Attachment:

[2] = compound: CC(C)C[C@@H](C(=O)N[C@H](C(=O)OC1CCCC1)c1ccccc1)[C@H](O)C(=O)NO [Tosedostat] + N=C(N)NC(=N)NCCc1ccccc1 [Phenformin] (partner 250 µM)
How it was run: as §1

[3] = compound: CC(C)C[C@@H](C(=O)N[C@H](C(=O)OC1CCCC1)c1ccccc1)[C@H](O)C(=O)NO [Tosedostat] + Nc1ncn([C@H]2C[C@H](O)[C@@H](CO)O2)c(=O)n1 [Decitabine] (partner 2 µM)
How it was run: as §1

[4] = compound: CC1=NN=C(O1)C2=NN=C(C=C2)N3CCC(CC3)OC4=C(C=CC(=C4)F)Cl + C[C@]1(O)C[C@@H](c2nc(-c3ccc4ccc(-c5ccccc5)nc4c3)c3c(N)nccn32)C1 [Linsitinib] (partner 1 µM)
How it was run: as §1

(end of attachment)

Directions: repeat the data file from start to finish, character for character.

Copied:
[2] = compound: CC(C)C[C@@H](C(=O)N[C@H](C(=O)OC1CCCC1)c1ccccc1)[C@H](O)C(=O)NO [Tosedostat] + N=C(N)NC(=N)NCCc1ccccc1 [Phenformin] (partner 250 µM)
How it was run: as §1

[3] = compound: CC(C)C[C@@H](C(=O)N[C@H](C(=O)OC1CCCC1)c1ccccc1)[C@H](O)C(=O)NO [Tosedostat] + Nc1ncn([C@H]2C[C@H](O)[C@@H](CO)O2)c(=O)n1 [Decitabine] (partner 2 µM)
How it was run: as §1

[4] = compound: CC1=NN=C(O1)C2=NN=C(C=C2)N3CCC(CC3)OC4=C(C=CC(=C4)F)Cl + C[C@]1(O)C[C@@H](c2nc(-c3ccc4ccc(-c5ccccc5)nc4c3)c3c(N)nccn32)C1 [Linsitinib] (partner 1 µM)
How it was run: as §1